The IB, fees and facilities at Raha International School

The IB CP aside, Raha International School offers a consistently outstanding IB experiences across the IB Early Years [EYP], Middle Years [MYP] and Diploma programmes to students from FS1 and Grade 12.

The school, established in 2006, has had time to bed in its development, with 14 acres of landscaped grounds setting off a traditionally (quite beautiful) Arabic style school with a number of turreted features setting off its somewhat block build. It is certainly not an architecturally modern glass and steel affair increasingly characteristic of the Emirates ultra-premiums, but it is a hugely warm and inviting school as a result.

Fees, for the quality of Raha International School whole-child provision and resource hungry IB profile offer in our view real value, falling just into the premium structure between 37,800 AED and 59,500 AED. These are almost half the fees of the UAE’s most expensive comparative schools.

Facilities at Raha International School are excellent and although short of the bells and whistles of the most expensive schools, are subject to ongoing and significant development and investment (arguably the real test of commitment to a school).

The Early Years Building for children in Early Years 2 at Raha International School was opened in 2016 and included 8 new classrooms, new playgrounds and (fabulous) dedicated gymnasium for Early Years. The school’s Performing Arts Centre (opened in September 2016) includes a 600 capacity theatre auditorium; art galleries; 2 drama studios; 2 music centres; 7 music rehearsal studios; 3 arts classrooms and a black box theatre. Raha International School has now completed three new design and technology studios which are equipped with enhanced 3D printing facilities, laser cutters and a CNC Router. One major motivation for this investment is to enable Raha to fully integrate Design & Technology classes within the Diploma Programme next year – something we believe builds strong foundations for vocational balance (as well as setting up capacity for introduction of the Career related programme.) Impressive stuff.

A key feature of Taaleem is just this impressive record of on-going serious investment in its existing schools – and these developments mean that Raha International School now offers children in each of its three school areas (Early Years, Primary and Secondary) their own libraries, gymnasiums and specialist music and art classrooms.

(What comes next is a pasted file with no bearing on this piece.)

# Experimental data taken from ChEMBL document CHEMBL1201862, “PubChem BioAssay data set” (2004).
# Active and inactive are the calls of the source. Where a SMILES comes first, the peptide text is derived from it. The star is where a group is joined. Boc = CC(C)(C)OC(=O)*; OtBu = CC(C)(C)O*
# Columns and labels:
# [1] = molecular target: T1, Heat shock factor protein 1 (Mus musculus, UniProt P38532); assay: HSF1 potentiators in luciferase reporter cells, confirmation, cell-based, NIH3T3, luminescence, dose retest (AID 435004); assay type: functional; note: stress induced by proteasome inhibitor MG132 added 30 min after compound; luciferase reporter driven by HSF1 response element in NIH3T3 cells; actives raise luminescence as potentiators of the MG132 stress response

For prospective parents the importance of this is that Raha is now one of a limited number of schools genuinely able to offer an educational experience to children matched to the distinct needs of each child at each phase of their development.

Many parents often choose separate schooling for children, particularly at Early Years (but also increasingly at Sixth Form), because all-through schools without proper investment in the facilities to clearly demarcate phases, can lump children together with negative consequences on their development. In the case of Early Years children this can mean their “growing up too soon” with a perceived loss of childhood and the play centred learning seen as critical to this phase of development. In the case of older children it can mean that their transition to young adults can be stifled by the inability of schools to extend freedoms that could disrupt Middle Years students but which are vital to children as a bridge to their later transition to university and industry. Raha International School is now in a position to deliver very targeted provision to children by phase, again hugely impressive and we feel something which should be positively weighted by prospective parents.

Photo of the Main School Building and playing fields of Raha International School in Abu Dhabi

Other facilities at Raha International School include a fully digital campus; two libraries by phase; independent Biology, Chemistry and Physics labs (it can be telling of a school when it combines Sciences in single labs, this generally to lower costs but with a knock on deleterious effect on the quality of provision); a Design and Technology studio; three music studios (this set to expand as above); three visual arts studios and multiple ICT labs. ADEC inspectors draw particular attention to the school’s investment in shaded areas for children’s play and its wholly redesigned external play areas for children in the Early Years so that they “now have a varied and exciting range of outside play areas, including a mud kitchen, containing high quality facilities that enable children to explore and engage with the world.”

As the Performing Arts facilities ratchet up a gear we would hope to see this reflected in Raha International School attracting a more significant core of talent drawn from dance, music, theatre and the broader performing arts. Interestingly, as it stands, Raha International School does not match its high G&T student quotient in academic disciplines across to the Arts, despite being a flourishing school for Performing Arts disciplines. Prospective parents should note that Raha International School scored very highly in our annual awards for the Best Schools in the Emirates for Performing Arts.